Guest Post by Willis Eschenbach
Well, the endless curiosity of my monkey-mind led me to some interesting datasets over at KNMI. They’re a variety of meteorological measurements made in Holland since 1964. I noticed that they have global solar radiation data, so I plotted that up to see the variations. I overlaid it with the CEEMD residual, which is what is left after the various cyclical variations have been removed. The CEEMD residual shows the overall trend of the data. (For more information on CEEMD analysis see my post “Noise-Assisted Data Analysis.)
Figure 1. Monthly Dutch solar radiation, January 1964 – January 2023
This was interesting. Solar ran about level for about five years, decreased for some twenty years or so, and then increased after that.
Next, I looked at the Dutch surface temperature, in the same manner.
Figure 2. Monthly Dutch surface temperature, January 1964 – January 2023
Fig. 2 shows a general slow rise in temperature over the period in question.
Now, my choice of these two datasets was not random. Remember that the central paradigm of modern climate science is the very simplistic view that changes in temperature are a linear function of changes in downwelling radiation.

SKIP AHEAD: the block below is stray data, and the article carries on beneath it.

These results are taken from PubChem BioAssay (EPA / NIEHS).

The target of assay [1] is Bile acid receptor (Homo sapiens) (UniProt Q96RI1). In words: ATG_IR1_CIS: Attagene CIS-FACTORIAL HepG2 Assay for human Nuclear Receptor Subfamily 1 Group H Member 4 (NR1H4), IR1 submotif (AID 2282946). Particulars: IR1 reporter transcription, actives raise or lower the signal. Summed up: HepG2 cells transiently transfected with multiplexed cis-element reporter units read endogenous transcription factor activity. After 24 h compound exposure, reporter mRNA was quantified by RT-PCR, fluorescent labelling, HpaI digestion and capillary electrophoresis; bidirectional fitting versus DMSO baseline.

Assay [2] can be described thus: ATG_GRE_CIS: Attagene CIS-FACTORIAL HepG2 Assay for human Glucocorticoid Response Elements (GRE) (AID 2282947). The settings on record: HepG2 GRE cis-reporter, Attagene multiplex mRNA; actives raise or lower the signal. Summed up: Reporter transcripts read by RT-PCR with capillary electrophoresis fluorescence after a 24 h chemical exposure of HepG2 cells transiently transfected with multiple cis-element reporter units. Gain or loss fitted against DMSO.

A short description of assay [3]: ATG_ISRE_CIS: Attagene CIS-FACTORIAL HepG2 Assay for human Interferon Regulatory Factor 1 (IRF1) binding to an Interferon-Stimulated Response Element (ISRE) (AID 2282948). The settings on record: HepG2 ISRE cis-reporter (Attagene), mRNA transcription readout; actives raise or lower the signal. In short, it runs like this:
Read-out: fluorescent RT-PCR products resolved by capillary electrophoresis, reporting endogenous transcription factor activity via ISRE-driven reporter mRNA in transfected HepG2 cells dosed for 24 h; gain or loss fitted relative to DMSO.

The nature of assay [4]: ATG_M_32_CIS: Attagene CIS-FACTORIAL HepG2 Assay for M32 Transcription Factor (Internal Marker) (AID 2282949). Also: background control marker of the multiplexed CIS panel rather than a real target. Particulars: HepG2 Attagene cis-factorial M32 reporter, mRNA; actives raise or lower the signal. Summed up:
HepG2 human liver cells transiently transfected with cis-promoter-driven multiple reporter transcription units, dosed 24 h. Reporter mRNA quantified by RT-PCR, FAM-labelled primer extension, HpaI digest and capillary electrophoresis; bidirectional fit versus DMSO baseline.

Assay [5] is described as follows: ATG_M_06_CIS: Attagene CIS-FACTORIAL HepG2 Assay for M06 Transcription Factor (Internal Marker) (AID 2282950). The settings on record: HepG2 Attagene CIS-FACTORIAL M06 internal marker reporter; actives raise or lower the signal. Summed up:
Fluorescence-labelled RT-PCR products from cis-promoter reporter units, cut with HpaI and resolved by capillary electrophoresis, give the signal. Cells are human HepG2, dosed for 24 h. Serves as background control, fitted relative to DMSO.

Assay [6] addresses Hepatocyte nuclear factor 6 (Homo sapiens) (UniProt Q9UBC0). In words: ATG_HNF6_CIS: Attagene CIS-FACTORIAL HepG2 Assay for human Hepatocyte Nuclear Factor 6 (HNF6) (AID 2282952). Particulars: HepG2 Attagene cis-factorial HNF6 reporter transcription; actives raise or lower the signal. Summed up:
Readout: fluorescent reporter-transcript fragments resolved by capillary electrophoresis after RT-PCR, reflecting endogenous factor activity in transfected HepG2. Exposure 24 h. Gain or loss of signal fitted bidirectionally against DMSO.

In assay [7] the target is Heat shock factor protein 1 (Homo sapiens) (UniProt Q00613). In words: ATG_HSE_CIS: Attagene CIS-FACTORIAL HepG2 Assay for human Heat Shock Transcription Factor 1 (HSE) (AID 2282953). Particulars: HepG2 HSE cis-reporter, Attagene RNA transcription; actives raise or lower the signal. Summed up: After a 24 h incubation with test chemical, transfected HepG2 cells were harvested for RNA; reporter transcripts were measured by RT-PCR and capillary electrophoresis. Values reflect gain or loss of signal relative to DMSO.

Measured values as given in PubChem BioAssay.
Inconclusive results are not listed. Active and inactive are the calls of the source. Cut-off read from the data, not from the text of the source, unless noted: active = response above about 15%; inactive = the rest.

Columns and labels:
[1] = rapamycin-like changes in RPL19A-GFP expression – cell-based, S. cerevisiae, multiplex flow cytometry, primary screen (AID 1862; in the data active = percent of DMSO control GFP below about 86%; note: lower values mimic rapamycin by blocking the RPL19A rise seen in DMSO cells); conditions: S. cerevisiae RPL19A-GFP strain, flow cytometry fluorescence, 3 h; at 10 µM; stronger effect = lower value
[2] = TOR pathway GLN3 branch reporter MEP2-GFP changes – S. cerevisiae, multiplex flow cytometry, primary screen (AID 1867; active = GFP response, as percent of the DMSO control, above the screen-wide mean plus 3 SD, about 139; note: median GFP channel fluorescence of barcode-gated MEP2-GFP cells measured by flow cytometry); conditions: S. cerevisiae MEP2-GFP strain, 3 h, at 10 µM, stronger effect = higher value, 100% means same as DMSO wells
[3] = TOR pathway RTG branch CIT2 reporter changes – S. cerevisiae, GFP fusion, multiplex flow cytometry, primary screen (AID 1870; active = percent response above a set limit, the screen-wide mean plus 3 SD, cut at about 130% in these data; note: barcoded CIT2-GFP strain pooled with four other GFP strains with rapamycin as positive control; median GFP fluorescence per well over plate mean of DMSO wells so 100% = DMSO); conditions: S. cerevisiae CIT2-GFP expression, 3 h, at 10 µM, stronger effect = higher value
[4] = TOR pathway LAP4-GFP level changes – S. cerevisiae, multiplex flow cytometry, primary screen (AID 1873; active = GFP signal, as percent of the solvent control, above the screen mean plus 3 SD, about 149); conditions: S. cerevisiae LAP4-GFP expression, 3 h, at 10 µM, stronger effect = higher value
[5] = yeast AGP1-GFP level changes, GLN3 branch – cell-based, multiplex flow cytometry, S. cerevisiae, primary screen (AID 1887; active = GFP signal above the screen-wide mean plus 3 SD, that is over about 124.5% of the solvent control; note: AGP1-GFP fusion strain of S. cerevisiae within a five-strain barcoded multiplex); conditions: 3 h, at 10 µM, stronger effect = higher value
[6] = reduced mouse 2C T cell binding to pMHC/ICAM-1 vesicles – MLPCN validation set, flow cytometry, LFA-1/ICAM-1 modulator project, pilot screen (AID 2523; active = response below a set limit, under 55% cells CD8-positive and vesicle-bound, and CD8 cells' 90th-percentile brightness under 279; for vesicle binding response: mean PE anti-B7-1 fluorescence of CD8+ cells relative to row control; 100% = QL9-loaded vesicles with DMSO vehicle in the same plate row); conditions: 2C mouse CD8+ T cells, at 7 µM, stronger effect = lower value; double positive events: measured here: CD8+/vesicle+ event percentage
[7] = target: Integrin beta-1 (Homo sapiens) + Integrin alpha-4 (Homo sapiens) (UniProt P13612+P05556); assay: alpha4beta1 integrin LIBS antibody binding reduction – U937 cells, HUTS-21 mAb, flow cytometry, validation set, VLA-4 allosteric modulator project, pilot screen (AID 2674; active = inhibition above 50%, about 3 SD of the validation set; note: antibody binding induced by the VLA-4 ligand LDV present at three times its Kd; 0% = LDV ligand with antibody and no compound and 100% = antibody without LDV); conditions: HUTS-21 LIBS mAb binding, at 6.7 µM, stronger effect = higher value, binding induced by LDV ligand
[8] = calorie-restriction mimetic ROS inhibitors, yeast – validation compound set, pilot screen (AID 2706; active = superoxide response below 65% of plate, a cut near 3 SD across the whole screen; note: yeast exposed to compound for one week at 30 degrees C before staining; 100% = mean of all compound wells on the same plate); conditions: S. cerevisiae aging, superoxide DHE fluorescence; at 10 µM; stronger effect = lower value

Me, I think that’s nonsense. I know of no other complex chaotic system with that kind of simple input/output relationship … but that’s what mainstream climate science claims. I discuss this idea in my post entitled “The Cold Equations“.
So … here’s the relationship between solar radiation and temperature in Holland. In both cases, I’ve used the CEEMD residuals.
Figure 3. Monthly Dutch surface temperature, January 1964 – January 2023
Hmmm … not exactly a linear relationship. It starts with solar radiation dropping and temperature rising … and then that relationship reverses.
Now, this is just solar radiation. Unfortunately, the KNMI data doesn’t include downwelling longwave radiation. However, we have that data from the CERES dataset for the period from March 2000 to February 2022. Over that time the downwelling longwave radiation in Holland decreased by -5.0 W/m2.
And this in turn gives an overall (longwave + shortwave) sensitivity for that shorter time period of … 0.1°C per W/m2 … go figure.
Can we draw any overarching global conclusions from this analysis? No way. It’s just one small country … however, it does show that over the last ~60 years, there are many more things that affect the temperature of Holland than just downwelling radiation.
My best to all.
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